Boca Raton FL hotels. Look for your hotels in Boca Raton Florida United States of America. Warnings, anecdotes and travel advice from Camelopard.com. Florida attractions, sights, wildlife refuges, national and state forests, national and/or state parks. Florida scary or weird stories, monsters, myths, legends, folklore, hauntings and ghosts.
We wish you an enjoyable stay at your chosen Boca Raton Florida hotel. When you get the chance, stay in some of the famous, luxurious and/or historic hotels of your destinations. The Sofitel Rio de Janeiro Copacabana, the Imperial Hotel in Delhi, the beautiful and historic San Ysidro Ranch in Santa Barbara, the Savoy Hotel in London, the Hotel Icon in Hong Kong, the Porto Bay Rio Internacional Hotel in Rio de Janeiro and the Menger Hotel in San Antonio. are some of the world's most famous hotels.
Mammals, Birds, Reptiles and other Wildlife / Fauna of Florida
Pelicans, green turtles, black bears, leatherback turtles, endangered North Atlantic right whales, alligators, feral parakeets, American flamingos, feral Rhesus monkeys on the Silver River, adding to Florida's atmosphere of subtropical paradise, feral Burmese pythons, hawksbill turtles, marsh rabbits, opossums, white-tailed deer, rare American crocodiles, raccoons, feral nine-banded armadillos, river otters, gopher tortoises, bald eagles, muskrats, Florida softshell turtles, rare Florida cougars (also called Florida panthers), loggerhead turtles, bobcats, manatees, roseate spoonbills and dolphins are among the wild animals of Florida.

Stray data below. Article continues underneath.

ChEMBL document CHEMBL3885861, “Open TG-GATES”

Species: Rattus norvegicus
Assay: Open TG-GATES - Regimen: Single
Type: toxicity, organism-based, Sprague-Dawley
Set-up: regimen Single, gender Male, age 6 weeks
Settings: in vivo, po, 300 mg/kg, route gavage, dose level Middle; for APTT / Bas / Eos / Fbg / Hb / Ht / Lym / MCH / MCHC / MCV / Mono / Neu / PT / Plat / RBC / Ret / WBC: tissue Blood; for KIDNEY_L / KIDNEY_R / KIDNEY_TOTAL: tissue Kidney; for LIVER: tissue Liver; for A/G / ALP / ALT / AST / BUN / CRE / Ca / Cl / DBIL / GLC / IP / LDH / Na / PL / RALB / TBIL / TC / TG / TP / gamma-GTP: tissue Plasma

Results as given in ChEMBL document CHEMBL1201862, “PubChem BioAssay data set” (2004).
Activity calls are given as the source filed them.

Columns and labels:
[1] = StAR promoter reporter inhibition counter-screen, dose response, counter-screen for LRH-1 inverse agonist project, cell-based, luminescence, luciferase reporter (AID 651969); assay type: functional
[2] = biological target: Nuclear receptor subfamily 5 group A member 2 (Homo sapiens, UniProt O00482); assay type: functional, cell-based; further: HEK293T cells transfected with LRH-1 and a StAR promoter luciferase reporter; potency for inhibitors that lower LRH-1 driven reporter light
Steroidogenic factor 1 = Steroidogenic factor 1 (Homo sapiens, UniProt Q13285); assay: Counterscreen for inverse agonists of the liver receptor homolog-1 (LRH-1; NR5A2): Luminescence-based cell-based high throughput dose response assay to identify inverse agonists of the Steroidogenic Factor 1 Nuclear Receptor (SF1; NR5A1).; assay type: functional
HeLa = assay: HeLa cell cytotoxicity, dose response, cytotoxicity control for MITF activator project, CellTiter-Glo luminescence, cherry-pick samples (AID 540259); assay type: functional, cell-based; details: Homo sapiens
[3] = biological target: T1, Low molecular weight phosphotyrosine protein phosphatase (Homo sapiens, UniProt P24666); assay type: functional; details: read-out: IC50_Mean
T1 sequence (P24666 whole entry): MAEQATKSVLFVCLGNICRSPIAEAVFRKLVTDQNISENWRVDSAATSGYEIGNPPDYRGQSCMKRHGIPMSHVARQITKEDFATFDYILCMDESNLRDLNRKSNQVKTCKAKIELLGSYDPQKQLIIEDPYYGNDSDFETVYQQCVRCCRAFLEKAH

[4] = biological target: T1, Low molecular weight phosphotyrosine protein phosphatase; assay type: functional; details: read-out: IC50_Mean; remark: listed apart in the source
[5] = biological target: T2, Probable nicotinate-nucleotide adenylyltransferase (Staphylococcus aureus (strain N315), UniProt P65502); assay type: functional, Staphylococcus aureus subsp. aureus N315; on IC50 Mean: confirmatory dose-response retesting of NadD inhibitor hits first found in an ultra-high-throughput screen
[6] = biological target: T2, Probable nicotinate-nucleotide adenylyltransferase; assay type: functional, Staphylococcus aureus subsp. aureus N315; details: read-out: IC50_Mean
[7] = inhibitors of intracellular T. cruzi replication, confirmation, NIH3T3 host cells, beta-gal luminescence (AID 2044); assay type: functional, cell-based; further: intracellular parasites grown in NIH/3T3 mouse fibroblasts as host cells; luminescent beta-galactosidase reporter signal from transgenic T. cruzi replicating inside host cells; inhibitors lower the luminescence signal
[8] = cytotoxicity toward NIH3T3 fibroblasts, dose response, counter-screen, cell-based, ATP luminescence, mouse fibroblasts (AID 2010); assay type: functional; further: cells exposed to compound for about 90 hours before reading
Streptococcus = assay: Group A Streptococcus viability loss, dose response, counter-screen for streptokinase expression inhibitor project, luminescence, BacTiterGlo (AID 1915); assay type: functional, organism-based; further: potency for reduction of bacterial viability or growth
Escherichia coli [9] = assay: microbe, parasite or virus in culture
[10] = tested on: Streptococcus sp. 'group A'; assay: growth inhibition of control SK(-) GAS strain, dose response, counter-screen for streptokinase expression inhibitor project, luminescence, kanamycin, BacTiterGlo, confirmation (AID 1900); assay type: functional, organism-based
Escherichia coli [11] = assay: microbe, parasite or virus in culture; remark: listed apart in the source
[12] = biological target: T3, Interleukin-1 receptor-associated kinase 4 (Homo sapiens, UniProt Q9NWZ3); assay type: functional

Ghosts, Folklore, Monsters, Scary Stories, Myths and Legends in Florida
Ghostly apparitions at the Hyatt Regency Orlando, formerly the Peabody Hotel; the ghost of a former owner that haunts the Inn at New World Landing, Pensacola; the spectre in a top hat that haunts the Vinoy Renaissance Hotel in St Petersburg; the ghosts of Miss Sunshine Gibson and Captain Wood in the historic, Cracker styled, Gibson Inn in Apalachicola; strange phenomena at the historic Mary Phifer McKenzie House, part of the Sweetwater Branch Inn in Gainesville; unusual hauntings of a Victorian guesthouse, Artist House, in Key West (the turret is said to be haunted, both by Anne, the wife of artist and author Robert Eugene "Gene" Otto and by the malevolent spirit of a sailor doll, also called Robert - the "possessed" doll itself is sometimes displayed in the Fort East Martello Museum or at the Old Post Office and Customhouse and is claimed to be the inpiration for the Chucky movies); and the Wiccademous Grave of the atmospheric shrimping village Fernandina Beach, on Amelia Island, where the spirit of a witch causes the earth to tremble, are among the true ghost stories, myths and legends of Florida.